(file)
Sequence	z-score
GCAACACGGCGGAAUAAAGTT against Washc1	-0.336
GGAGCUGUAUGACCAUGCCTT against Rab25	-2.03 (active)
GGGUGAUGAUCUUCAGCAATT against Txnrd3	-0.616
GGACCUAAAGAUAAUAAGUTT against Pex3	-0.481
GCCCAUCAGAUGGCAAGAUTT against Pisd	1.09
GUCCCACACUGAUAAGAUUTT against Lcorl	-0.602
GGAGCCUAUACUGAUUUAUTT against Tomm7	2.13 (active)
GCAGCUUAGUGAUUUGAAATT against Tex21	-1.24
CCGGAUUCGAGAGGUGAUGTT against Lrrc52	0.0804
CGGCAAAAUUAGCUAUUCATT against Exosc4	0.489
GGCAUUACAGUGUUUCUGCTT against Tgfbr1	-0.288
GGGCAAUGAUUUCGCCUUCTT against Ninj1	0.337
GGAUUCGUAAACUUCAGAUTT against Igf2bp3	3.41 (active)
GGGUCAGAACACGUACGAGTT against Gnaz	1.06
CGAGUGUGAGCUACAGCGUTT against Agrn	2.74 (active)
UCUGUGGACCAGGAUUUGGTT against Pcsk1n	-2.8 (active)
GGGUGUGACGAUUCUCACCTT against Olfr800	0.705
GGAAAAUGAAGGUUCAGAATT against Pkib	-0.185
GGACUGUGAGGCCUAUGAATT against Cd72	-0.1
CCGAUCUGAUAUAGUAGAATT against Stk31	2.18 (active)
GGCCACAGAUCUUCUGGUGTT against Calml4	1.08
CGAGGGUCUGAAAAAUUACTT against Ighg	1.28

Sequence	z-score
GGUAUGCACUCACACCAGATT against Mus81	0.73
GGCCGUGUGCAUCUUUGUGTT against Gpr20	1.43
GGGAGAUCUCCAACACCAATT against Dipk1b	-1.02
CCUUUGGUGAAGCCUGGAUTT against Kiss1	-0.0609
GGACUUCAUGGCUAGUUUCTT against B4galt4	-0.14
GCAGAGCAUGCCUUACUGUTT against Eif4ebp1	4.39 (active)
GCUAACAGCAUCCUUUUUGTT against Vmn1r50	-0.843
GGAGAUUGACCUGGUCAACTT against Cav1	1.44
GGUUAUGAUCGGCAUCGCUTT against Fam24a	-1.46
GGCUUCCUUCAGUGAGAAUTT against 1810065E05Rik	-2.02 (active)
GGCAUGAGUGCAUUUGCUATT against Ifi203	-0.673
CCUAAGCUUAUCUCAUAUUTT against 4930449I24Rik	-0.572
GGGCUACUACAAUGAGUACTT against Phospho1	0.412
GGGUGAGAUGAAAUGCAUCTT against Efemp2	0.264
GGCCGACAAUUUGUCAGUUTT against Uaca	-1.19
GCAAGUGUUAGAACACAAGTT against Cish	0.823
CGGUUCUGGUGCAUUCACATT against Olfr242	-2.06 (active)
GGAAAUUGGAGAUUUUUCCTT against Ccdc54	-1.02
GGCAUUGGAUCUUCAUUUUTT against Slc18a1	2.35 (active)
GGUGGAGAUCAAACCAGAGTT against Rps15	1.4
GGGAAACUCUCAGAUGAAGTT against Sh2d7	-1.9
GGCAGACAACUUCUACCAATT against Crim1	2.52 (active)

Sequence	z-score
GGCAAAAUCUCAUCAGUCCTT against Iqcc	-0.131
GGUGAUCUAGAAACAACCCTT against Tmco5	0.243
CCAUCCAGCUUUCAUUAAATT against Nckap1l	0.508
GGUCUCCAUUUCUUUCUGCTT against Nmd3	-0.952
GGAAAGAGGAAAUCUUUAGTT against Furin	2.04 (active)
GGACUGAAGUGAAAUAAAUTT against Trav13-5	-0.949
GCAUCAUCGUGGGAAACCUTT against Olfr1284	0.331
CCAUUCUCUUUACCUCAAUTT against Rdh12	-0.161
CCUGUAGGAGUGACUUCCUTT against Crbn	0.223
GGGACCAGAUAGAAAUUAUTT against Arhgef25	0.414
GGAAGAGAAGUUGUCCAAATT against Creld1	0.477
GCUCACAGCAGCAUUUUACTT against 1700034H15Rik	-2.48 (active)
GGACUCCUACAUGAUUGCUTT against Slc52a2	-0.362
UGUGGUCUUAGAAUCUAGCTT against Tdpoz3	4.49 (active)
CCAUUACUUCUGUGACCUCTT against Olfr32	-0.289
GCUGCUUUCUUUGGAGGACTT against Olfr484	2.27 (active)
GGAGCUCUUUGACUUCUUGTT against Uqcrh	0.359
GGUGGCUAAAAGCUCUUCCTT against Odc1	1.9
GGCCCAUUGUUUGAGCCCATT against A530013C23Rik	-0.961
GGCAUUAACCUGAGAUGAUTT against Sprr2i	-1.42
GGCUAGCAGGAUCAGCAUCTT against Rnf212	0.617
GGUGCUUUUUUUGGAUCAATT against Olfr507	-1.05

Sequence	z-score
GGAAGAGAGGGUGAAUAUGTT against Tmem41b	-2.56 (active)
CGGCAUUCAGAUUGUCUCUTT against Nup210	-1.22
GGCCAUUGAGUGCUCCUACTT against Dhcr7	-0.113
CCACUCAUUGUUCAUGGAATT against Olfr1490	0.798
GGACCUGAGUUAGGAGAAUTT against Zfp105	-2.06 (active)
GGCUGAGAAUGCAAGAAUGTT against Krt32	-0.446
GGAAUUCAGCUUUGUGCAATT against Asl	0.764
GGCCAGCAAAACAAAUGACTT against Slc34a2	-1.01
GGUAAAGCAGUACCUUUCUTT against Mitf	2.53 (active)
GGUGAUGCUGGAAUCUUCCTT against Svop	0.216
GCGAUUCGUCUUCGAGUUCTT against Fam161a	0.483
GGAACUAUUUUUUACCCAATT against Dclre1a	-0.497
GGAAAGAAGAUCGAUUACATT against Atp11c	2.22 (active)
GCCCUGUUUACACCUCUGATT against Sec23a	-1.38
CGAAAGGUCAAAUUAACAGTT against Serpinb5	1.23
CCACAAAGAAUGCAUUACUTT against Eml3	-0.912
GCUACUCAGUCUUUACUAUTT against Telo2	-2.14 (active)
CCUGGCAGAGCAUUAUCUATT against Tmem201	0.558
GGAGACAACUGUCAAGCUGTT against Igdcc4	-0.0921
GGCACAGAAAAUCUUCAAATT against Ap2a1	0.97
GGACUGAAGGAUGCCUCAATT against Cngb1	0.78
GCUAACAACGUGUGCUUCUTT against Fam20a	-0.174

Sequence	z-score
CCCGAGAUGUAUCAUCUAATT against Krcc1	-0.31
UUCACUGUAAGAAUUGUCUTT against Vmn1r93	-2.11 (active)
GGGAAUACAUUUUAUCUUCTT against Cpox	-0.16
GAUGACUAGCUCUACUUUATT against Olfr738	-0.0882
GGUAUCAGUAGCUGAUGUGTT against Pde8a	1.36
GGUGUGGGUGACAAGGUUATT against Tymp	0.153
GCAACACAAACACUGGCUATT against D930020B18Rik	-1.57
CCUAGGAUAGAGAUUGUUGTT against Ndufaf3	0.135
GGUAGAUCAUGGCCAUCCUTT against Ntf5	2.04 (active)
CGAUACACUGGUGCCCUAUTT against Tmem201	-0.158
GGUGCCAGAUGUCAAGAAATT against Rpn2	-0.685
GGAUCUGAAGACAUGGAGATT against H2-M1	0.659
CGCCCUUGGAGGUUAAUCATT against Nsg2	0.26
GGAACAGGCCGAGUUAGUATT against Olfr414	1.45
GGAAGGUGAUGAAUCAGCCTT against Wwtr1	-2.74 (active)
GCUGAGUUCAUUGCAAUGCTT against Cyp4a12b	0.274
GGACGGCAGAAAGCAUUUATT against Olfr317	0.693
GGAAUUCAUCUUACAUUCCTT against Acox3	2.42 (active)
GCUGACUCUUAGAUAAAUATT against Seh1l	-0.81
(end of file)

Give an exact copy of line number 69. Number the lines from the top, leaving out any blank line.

GGUGCUUUUUUUGGAUCAATT against Olfr507	-1.05